The Bronze Age started roughly around 3300 BC, far before the other ages. It was then that humans first learned to use bronze for things like tools and weapons.
In 1096, the Pope decided to drive Muslims out of the Holy Lands near Jerusalem, and so, The First Crusade began. Many people died, but no one really won.
President Thomas Jefferson knew a good deal when he saw one. America doubled its territory in the Louisiana Purchase, thanks to the seller ... France, which got just $11 million in return.
Invented in 1889, industrial electric furnaces transformed metal factories. It made it much easier and cheaper for companies to work with and crank out steel, aluminum, and more.
In South Africa, Mandela was an activist who fought apartheid (racial segregation). He was imprisoned for nearly three decades ... and then became president.
England’s King James II was cast out of power by the English conspirators and Dutch rivals in the Glorious Revolution. James’ overthrow severely hampered the Catholic Church’s influence.
The Archimedes Screw, often attributed to the famous Greek thinker of the 3rd century BC, is a screw pump. It features a large screw inside a pipe, and when the screw is turned, it can move water uphill.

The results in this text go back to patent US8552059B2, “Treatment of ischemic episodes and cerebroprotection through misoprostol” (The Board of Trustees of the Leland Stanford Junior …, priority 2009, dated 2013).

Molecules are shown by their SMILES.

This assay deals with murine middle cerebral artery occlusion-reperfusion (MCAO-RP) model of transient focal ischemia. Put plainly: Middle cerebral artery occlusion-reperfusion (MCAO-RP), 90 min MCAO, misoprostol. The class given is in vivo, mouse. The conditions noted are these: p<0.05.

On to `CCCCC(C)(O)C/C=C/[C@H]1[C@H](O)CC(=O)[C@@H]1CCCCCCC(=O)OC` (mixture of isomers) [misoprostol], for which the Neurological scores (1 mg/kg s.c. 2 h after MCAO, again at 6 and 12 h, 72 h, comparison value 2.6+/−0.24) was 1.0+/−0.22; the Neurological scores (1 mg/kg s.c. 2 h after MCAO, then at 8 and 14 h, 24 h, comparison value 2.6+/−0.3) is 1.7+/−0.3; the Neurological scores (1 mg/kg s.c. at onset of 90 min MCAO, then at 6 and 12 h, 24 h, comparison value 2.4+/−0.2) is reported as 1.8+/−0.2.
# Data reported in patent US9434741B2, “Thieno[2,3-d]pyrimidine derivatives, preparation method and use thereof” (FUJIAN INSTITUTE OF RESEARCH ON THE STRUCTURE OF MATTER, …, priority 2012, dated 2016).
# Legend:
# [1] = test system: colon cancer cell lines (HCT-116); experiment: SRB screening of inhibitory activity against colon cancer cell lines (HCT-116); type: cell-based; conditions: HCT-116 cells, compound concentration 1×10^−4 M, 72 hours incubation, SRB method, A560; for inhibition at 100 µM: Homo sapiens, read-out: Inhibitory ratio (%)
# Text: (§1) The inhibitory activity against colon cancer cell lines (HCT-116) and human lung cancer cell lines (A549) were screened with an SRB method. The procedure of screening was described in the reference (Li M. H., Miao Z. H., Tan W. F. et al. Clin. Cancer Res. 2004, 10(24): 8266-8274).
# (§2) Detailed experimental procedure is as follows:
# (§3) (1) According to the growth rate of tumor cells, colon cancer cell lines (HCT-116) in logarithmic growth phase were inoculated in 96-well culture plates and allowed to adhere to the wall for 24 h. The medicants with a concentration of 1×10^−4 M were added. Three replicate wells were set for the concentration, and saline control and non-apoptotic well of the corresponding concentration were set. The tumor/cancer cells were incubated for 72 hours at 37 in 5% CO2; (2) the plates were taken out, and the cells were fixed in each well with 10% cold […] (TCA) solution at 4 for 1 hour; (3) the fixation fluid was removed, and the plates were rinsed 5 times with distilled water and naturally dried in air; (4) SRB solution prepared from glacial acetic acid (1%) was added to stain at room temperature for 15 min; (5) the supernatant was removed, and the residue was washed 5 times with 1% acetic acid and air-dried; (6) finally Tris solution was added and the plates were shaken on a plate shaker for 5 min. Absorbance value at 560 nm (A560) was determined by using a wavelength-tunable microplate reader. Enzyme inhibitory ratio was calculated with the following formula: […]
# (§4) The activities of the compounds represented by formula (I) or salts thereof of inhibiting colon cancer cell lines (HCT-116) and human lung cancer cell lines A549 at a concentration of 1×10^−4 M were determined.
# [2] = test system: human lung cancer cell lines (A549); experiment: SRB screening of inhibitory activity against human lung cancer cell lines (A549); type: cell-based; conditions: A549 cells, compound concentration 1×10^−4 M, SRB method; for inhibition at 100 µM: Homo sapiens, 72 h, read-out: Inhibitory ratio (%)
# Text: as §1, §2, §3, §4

One killing turned into millions. In June 1914, a Serbian extremist killed Archduke Franz Ferdinand of Austria, and the murder spiraled into World War I.
In July 1863, both the North and South suffered terribly in the bloody Battle of Gettysburg. The Union won, and the battle became a turning point in the Civil War.
In the early 1500s, Leonardo da Vinci created the "Mona Lisa," a painting of a woman with a slight smile. On display at the Louvre in France, it is easily the most famous painting in the history of humankind.
He was the guy in charge of the Manhattan Project in WWII. Robert Oppenheimer led Allied scientists in their frantic bid to develop the atomic bomb.
Parsons invented the steam turbine in 1884. His turbines were great for propelling ships and powering electrical generators.
The Empire of the Rising Sun grew to fame in the 20th century in large part due to its military conquest, including the bombing of Pearl Harbor in WWII. The Empire was then bombed to pieces.
In the 1930s, Shaw made reflective cat’s eye roadway markers, which are now used all over the world. These markers make it much easier for drivers to see the road in dark conditions.
In the mid-1800s, Colt created a process to mass manufacture revolvers. His pistols became world famous and made him rich during the Civil War.
After George Washington served two terms, it was John Adams’ turn to become president. Adams was an odd duck who often conflicted with his peers ... and he lasted just a single term.
In the 1820s, Daguerre began developing technologies that would lead to photography. He used light-sensitive chemicals to produce daguerreotype, a forerunner of photographs.
In 1965, Lyndon Johnson signed the Voting Rights Act that made it much easier for minority groups to cast their votes. It is frequently called one of the most important federal bills ever signed.